The Bay Area is well known in hip hop and rap, particularly for it’s contributions to the battle DJ scene (see: Triple Threat DJs, Beat Junkies, FM20/Invisibl Skratch Piklz), and in his new book Legions of Boom, acclaimed DJ/Collector/Journalist/Scholar Oliver “O-Dub” Wang, explores the history of this community’s movement and evolution from the mobile DJ scene to the cutting edge of the turntablism/battle scene and beyond. He took some time out to speak to Gift Rap and give some more insight into himself and the book.
Hi Oliver, hope you are well. Could you tell the readers a bit about yourself and where you’re at currently/what you’re doing?
I’m an associate professor of sociology at CSU-Long Beach. I also write about music, arts and culture for NPR, KCET’s Artbound, KPCC’s Take Two, the Pop Rocket podcast, amongst others.
What was your first experience of hip hop culture, and what was it that you were attracted to?
I was introduced by a classmate to Run DMC and the Beastie Boys around 1986/87 but it was when I first discovered De La Soul in the summer of 1989 that hip-hop became a lifelong inspiration/obsession. First and foremost, it’s the very sound of hip-hop, the way in which it manages to both sample the past yet sound very much of the present if not the future, that attracts me. And then you get into the layers of lyrical artistry, social messaging, etc. There’s so much to enjoy and unpack.
Growing up in a village in Northern England in the 90s, there was little to no exposure to hip hop. Growing up in The Bay Area, what media outlets were there to keep you up to date with hip hop?
Definitely alternative weekly newspapers like the San Francisco Bay Guardian but I was also reading magazines like The Source and Rap Pages and URB (this was before I began to contribute to them).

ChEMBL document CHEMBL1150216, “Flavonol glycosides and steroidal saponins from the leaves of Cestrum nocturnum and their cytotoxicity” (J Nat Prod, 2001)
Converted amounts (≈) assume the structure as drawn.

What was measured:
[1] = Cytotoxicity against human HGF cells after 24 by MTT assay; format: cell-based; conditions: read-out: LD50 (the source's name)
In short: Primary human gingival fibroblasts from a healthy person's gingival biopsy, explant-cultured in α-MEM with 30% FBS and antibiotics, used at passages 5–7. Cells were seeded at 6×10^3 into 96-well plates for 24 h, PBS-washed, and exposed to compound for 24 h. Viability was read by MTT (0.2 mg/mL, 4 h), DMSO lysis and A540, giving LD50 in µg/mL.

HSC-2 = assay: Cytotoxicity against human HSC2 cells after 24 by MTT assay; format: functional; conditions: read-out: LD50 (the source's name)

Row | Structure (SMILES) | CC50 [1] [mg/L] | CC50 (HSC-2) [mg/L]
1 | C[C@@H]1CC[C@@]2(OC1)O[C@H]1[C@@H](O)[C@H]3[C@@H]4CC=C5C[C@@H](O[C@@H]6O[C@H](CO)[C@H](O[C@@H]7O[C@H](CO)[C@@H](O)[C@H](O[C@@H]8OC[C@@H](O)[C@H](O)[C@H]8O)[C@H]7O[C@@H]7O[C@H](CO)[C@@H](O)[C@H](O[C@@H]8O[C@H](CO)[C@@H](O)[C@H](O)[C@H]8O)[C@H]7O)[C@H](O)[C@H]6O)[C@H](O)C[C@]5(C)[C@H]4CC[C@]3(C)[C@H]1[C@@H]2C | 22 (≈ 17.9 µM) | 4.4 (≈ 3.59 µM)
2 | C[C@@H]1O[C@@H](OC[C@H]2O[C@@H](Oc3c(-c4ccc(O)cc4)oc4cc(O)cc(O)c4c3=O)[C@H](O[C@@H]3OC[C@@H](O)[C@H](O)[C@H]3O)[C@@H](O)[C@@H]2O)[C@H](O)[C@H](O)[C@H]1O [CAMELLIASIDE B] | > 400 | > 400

How long have you been DJing, and which DJ’s inspired you to take up the craft?
This Bay Area DJ, Beni B, who would eventually found ABB Records, was one key person. We both volunteered at KALX, the college station at UC Berkeley, and he’d bring down his own turntables and mixer to do a mix show. He looked like he was having so much fun, in 1993, it inspired me to go and get my own decks. But beyond Beni, I learned how to mix from DJs Double O and Oni One. Matthew Africa (RIP) and Beni helped put me on sample digging. And DJ Joe Quixx on KMEL’s Wake Up Show always had me in awe. To this day, Joe is one of the nicest, most real dudes I know.
What brought you to the mobile DJ scene as a point of focus for a book?
I knew about the importance of the scratch DJs in the Bay Area and so many of those guys were Filipino American. When I had a chance to interview folks like Q-Bert, Shortkut, etc. what I learned was that all of them came from different mobile crews first. While the scratch scene was well-covered, I couldn’t find much at all on the mobile scene. That told me there was a good story to be researched and written about.
Do you feel that the art of the battle DJ has lost something, in that the current battle DJs tend to largely be bedroom DJs rather than working DJs who know/have learnt how to play to a room?
In the end, battle DJing has become about who can put on the best performance and I don’t know if a bedroom vs. working DJ has an inherent advantage there. Rocking a party is a very different kind of skill set from battling even if both require an audience. To me, battle DJs these days are more like concert pianists going head to head. I don’t know if having experience playing a honky tonk is relevant.
Who are your favourite DJs and why?
I have a ton of respect for DJ Cut Chemist in terms of the amount of thought he puts into his sets and the kind of creative energy he brings to them. I’ll always listen to whatever new project he’s working on.